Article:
Four decades on and the Australian tracking station is now the only one with the right equipment and position to be able to communicate with both of the probes as they continue to push back the boundaries of deep space exploration.
~ I’m amazed Australia even lets any signals in, myself. Shouldn’t they be quarantined in a concentration camp for a few years first? And only released, if they survive, when they’re lives have been completely ruined?

Musk’s new spacesuit — Elon Musk’s new Space-X spacesuit is white, in contrast to the very blue spacesuits unveiled by Boeing in January. These are not, strictly speaking, “space suits.” More properly they are they are flight suits designed to be worn during the ride to space and back again on the ride back down to Earth. They have a limited time in which they can operate in a full vacuum and are not intended for spacewalks. 
~ Wonder if it smells a bit musky inside. 

Big power from tiny Mercedes engine — The forthcoming Mercedes ‘hypercar’  Project One gets most of its oomph from a turbocharged 1.6-litre V6 engine. That may seem minuscule for this sort of use case, but this machine is a close cousin to the one that powered the car Lewis Hamilton drove to an F1 championship in 2015. Changes have to do with how, and how high, the engine revs.
~ Only oligarchs need get excited, and then you’ll be driving it at 10% of it’s potential anyway. Haha, sucks to be you.

China relaunches world’s fastest train — Seven pairs of bullet trains will be operating under the name Fuxing, meaning rejuvenation, according to the South China Morning Post. The trains will once again run at 350kph, with a maximum speed of 400kph (248 mph).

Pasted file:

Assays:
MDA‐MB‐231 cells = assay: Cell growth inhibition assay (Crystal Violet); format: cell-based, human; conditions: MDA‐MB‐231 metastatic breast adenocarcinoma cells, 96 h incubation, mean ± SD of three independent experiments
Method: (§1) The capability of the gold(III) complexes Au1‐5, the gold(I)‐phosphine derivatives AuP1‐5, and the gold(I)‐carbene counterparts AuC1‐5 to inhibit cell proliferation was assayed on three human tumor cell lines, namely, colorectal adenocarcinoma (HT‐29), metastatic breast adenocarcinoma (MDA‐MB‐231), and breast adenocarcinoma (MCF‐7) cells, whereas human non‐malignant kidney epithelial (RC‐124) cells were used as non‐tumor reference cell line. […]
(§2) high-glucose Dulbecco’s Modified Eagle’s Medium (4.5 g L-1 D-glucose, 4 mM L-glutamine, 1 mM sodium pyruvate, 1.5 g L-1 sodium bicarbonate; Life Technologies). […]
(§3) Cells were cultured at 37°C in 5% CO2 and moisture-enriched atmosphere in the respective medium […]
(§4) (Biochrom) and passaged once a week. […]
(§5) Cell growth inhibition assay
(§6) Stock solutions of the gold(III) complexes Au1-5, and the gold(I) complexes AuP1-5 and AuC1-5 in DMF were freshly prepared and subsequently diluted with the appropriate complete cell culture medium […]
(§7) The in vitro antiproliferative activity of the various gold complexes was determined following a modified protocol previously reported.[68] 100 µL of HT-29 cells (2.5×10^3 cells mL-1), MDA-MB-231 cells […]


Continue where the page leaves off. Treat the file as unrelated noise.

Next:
Following a fatal crash in 2011, the high speed train service reduced its upper limit from its then-record holding 350 km/h (217 miles/hour) to 250-300 km/h (155-186 miles/hour). It is reported the train service will use monitoring systems to automatically slow the trains in case of emergency. The Beijing-Shanghai line will begin operating on 21st September and will shorten the nearly 1319km (820 mile) journey by one hour, to four hours thirty minutes. Nearly 600 million people use this route each year, providing a reported $1 billion in profits . The Beijing-Tianjin-Hebei route begins operation now.
~ Wonder how the ticket price stacks up to air travel? It’s much less polluting, of course.  

Laptop batteries running homes — DIY Powerwall builders from around the world are harvesting old laptop batteries and turning them into powerful batteries capable of supplying energy to their entire homes. “It’s the future. It’s clean, simple, efficient and powerful,” Jehu Garcia, one of the most popular powerwall builders, told me. He and people like him are deciding for themselves what the future of alternative energy will look like, instead of waiting for technology companies to shape it for them.
~ Yep, it’s all green and clean … and then they die and you need to get rid of them. 

Gates and Branson fund ‘clean’ meat — A large global agricultural company has joined Bill Gates and Richard Branson to invest in a nascent technology to make meat from self-producing animal cells. Memphis Meats produces beef, chicken and duck directly from animal cells without raising and slaughtering livestock or poultry, and raised $17 million from investors including Cargill, Gates and billionaire Richard Branson, according to a statement Tuesday on the San Francisco-based startup’s website.
~ Fake cow, chicken and yuck.